The building of the airport was primarily financed by Government grants totaling £9.858 million.[14] The completion of the airport was funded by a £1.3 million grant from EU, payable on condition that the airport developers provided an equal sum from their own resources.[15]

On 21 February 2007, the Government of Ireland announced that it was making a €27 million capital grant. The airport stated that it would continue the implementation of its €46 million infrastructural investment programme with over €20 million of spend anticipated for 2008. Work commenced on a number of significant civil and building projects in this year. A€5.5 million extension to the terminal building was completed in April 2009. An extension to the apron that will see this more than double in size has commenced. The implementation of Category II Instrument Landing System (CAT II ILS) on runway 27, to enhance reliability in low visibility, has been completed and approved. An extension to the Runway End Safety Areas (RESAs) and runway turnpad was completed in 2008.

Departing passengers aged 12 years and over pay a "Development Fee" of €10. The fee is highly controversial as the "development costs" from 1986 are generally thought to have been paid off many years ago.

In 2005 the airport changed its name to Ireland West Airport Knock. As of August 2009, the Aeronautical Information Publication, including the aeronautical charts available at European Organisation for the Safety of Air Navigation, show it as Ireland West.[1]

Airlines and destinations

The following airlines operate scheduled services to and from Ireland West Airport Knock:[16]

Aer Lingus London–Gatwick
AlbaStar Seasonal charter: Reus
Flybe Birmingham, Edinburgh, Manchester
Ryanair East Midlands, Lanzarote, Liverpool, London–Luton, London–Stansted
Seasonal: Alicante, Bergamo, Bristol, Faro, Girona (begins 4 June 2017),[17] Málaga, Tenerife–South

Passenger statistics

Knock airport in August 2013
Passenger numbers by year
Year Passengers
1998 186,689
1999 197,358
2000 173,421
2001 203,000
2002 199,000
2003 247,000
2004 373,000
2005 530,084
2006 621,171
2007 556,357
2008 629,000
2009 607,228
2010 589,180
2011 654,553
2012 677,368
2013 665,558
2014 703,318
Ten busiest international routes at Knock Airport (2013)
Rank Airport Passengers % Change
1 London Stansted 114,672 Increase12.7
2 London Luton 105,119 Increase19.7
3 Liverpool 85,121 Increase2.5
4 London Gatwick 67,684 Decrease13.0
5 East Midlands 57,021 Increase4.7
6 Faro 30,499 Decrease1.1
7 Bristol 27,408 Decrease2.9
8 Birmingham 25,623 Decrease34.2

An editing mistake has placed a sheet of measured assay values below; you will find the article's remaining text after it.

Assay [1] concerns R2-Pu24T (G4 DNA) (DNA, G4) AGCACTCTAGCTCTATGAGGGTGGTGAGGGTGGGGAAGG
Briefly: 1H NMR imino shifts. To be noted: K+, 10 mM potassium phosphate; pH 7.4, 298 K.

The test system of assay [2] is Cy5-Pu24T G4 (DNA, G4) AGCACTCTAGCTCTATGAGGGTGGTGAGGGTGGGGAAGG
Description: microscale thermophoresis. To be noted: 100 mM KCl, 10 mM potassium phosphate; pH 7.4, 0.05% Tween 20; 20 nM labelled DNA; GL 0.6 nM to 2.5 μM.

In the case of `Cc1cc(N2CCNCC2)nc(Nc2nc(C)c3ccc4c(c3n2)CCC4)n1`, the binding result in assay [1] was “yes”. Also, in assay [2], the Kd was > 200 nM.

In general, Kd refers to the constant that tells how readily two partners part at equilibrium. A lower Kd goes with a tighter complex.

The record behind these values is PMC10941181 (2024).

9 Manchester 25,380 Decrease2.5
10 Lanzarote 23,974 Increase6.4
Source: Central Statistics Office[18]

Ground transportation


The airport is on the main N17 north – south road, halfway between Galway and Sligo, close to the junction with the N5 east – west Westport – Castlebar – Longford road. There is a taxi rank outside the arrivals/departures entrance, car hire is also available from the terminal building. There are over 1,500 accessible short-term and long-term spaces.

The nearest major town, Sligo, is approximately 55 kilometres (34 mi) away. Galway is approximately 89 kilometres (55 mi), Limerick is approximately 171 kilometres (106 mi) away and Dublin is around 220 kilometres (140 mi) from the airport.


Bus Éireann services:

Bus services connecting Charlestown


The nearest railway stations are Ballyhaunis (22km/13.7 miles), Foxford (27km/16.8 miles) and Claremorris (31km/19.3 miles), accessible by taxi and bus.


Ireland West Knock airport is serviced by specially licensed taxis, and are available outside the Terminal or can be pre-booked.[24]

Car Hire

A number of International car rental companies offer rental facilities at Ireland West Knock Airport including Budget, Avis, and Europcar[25] and Hertz.[26]

Incidents and accidents



  1. 1 2 EIKN – IRELAND WEST (PDF). AIP and charts from the Irish Aviation Authority.
  2. "2013 is second busiest year in airports history as 665,000 passengers pass through the airport in 2013". 2014-01-11. Retrieved 2014-02-16.
  3. 1 2 3 4 5 6 "History of Ireland West Airport Knock". Ireland West Airport Knock. Retrieved 16 April 2009.
  4. "The Remarkable Life Story of Monsignor James Horan". Retrieved 19 December 2012.
  6. Pictures of Boeing 747 at Knock Airport, June 2003.
  7. "New scheduled flights to New York & Boston commence!". 31 May 2007. Archived from the original on 5 December 2007.
  8. "Investment of €3.6 million undertaken to complete two major projects". 2009-08-19. Retrieved 2014-02-16.
  9. "Ireland West Airport Knock - Over 81,000 passengers use the Airport in August". Retrieved 2014-02-16.
  10. "Ryanair celebrates 4 million passengers on Knock flights". September 2011.
  11. "Lufthansa to start Knock Airport service". RTÉ News. 14 September 2011.
  12. "Ryanair announces major European expansion from Ireland West Airport Knock". Retrieved 2014-02-16.
  16. "Scheduled Flights Summer / Autumn 2014".
  18. CSO Ireland Database – Air Passenger Movement
  19. Bus Eireann Route 64
  20. Bus Eireann Route 438
  21. Bus Eireann Route 440
  22. Bus Eireann Route 22
  23. Bus Eireann Route 66
  24. Airport Taxis
  25. Europcar
  26. Ireland West Knock Airport Car Rental
  27. "Serious Incident: Boeing B737-800 (sic), EI-DHX, Ireland West Airport, Knock, 23 Mar 2006". AAIU. Retrieved 30 December 2007.